Smith, Sadler try to clear the air before Chicagoland

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After Regan Smith spun out Elliott Sadler on the final restart of last weekend’s NASCAR Nationwide Series race at New Hampshire Motor Speedway, an enraged Sadler found Smith in the garage area and vowed that he would not win this year’s NNS title.

The two drivers have since attempted to come to terms via a mid-week phone conversation, but as tomorrow’s STP 300 at Chicagoland Speedway looms closer, Sadler (pictured) admitted on Saturday that he was still upset about the Loudon incident.

“For him to do what he did at New Hampshire, I’m still ticked about it,” Sadler said according to the Associated Press. “But we talked and we agree that our racing’s going to change a little bit between us. But we know that we’re going to be racing around each other a lot between now and Homestead.”

Smith currently leads the NNS championship by a slim margin of five points over Sam Hornish Jr., and Sadler, at 24 points back of Smith (good for fifth place), is still very much in contention as the second half of the season begins. Clearly, it’s probably better for Smith and Sadler to settle into as close to a detente as they can, instead of continuing their feud and potentially wrecking their title hopes in the process.

As for Smith’s view on the situation, the JR Motorsports pilot has chosen to take blame for what happened one week ago on the “Magic Mile.”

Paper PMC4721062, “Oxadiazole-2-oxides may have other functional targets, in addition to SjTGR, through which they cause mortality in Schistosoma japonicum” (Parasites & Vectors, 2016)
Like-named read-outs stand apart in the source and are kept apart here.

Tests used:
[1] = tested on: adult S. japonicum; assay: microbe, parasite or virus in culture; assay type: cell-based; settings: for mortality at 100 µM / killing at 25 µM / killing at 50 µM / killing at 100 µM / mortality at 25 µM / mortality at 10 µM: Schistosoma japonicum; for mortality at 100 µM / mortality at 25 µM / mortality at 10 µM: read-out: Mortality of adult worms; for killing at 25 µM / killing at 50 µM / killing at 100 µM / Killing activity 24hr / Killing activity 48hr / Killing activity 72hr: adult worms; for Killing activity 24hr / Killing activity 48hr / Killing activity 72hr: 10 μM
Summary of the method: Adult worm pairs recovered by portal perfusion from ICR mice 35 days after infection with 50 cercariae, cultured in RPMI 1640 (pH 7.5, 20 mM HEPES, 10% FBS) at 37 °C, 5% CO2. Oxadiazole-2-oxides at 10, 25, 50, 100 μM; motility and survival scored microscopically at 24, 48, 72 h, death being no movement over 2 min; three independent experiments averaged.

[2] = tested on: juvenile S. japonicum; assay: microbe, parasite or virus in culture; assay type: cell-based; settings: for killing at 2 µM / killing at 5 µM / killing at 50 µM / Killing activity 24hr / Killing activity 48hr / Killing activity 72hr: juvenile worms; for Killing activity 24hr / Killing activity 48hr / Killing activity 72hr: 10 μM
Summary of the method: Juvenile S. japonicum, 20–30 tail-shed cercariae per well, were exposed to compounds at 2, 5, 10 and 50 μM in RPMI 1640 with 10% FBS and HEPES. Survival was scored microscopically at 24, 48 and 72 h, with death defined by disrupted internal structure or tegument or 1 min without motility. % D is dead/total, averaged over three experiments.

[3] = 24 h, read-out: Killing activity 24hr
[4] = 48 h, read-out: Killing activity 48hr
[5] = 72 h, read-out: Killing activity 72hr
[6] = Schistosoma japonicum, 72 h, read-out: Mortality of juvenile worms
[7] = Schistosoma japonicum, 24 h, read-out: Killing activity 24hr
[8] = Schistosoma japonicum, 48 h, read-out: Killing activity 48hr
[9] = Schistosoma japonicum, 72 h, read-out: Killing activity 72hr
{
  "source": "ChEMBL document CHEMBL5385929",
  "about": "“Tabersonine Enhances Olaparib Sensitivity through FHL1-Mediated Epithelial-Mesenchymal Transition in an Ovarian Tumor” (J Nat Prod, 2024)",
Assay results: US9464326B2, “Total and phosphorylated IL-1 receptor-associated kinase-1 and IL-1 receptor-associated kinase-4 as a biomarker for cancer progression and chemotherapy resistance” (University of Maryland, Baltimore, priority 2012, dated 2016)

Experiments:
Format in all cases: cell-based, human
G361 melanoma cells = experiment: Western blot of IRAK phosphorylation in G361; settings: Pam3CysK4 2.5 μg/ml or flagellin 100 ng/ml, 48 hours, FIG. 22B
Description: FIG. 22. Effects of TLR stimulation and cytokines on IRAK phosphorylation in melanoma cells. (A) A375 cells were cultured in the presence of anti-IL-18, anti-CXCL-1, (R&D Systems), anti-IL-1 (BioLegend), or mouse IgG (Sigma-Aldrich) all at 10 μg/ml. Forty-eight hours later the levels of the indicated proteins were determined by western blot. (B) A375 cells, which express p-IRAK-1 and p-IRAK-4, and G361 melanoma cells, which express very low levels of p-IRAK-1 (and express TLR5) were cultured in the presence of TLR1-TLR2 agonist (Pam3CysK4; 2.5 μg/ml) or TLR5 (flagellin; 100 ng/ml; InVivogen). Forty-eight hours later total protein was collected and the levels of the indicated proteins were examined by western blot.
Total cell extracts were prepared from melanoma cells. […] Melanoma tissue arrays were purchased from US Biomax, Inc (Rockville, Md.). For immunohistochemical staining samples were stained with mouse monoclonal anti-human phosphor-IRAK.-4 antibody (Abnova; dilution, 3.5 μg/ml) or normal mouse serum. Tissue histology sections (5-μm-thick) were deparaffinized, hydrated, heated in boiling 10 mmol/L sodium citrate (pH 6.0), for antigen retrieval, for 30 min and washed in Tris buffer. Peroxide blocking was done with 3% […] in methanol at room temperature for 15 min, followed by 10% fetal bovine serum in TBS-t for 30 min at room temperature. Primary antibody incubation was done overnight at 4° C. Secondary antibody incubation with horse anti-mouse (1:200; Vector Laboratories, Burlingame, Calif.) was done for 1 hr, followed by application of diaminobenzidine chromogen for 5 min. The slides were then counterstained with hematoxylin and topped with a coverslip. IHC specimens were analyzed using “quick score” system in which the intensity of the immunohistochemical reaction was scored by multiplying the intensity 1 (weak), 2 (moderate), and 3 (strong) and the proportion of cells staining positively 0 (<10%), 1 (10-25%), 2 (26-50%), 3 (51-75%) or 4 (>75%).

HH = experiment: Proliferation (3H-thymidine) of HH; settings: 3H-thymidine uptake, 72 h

“I made the move and I can’t take it back,” Smith said per the AP. “I understand his anger 100 percent, and I know exactly where he was coming from. He was racing for a lot of money [the $100,000 “Dash 4 Cash” bonus] and the opportunity to race for a lot of money again this week.”

“We talked and if it’s a situation where we’re going for it, I’m sure he’s going to race me considerably harder than what he has in the past and that’s to be expected. I would do the same.”

Sadler is the defending race winner at Chicagoland.

IndyCar Grand Prix of Alabama final practice report

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Will Power posted the fastest lap in the third practice session for the Grand Prix of Alabama with a speed of 122.953 mph.

Rookie Robert Wickens (122.552 mph) was second fast, foretelling a continuation of his incredible rookie season.

Scott Dixon (122.237), Ryan Hunter-Reay (122.231) and Alexander Rossi (122.106) rounded out the top five.

The practice was interrupted several times for incidents. 

Ed Jones spun off track in turn five after locking up his brakes with 30 minutes remaining in practice three. He was able to drive back to the pits under his own power.

With 20 minutes still on the clock, Jordan King took a trip into the fence after posting a fastest lap of 121.753 mph. He sustained substantial left side damage to his car and came back to the pits on the hook.

“I’m annoyed really,” King said afterward on the live stream at IndyCar.com. “I slightly locked the inside front, then just stayed off onto the grass and that was it. But I wasn’t really even pushing that hard.”

With two minutes remaining, Charlie Kimball lost power and pulled off the track, bringing an end to the practice session.

Dixon also had an off-road excursion.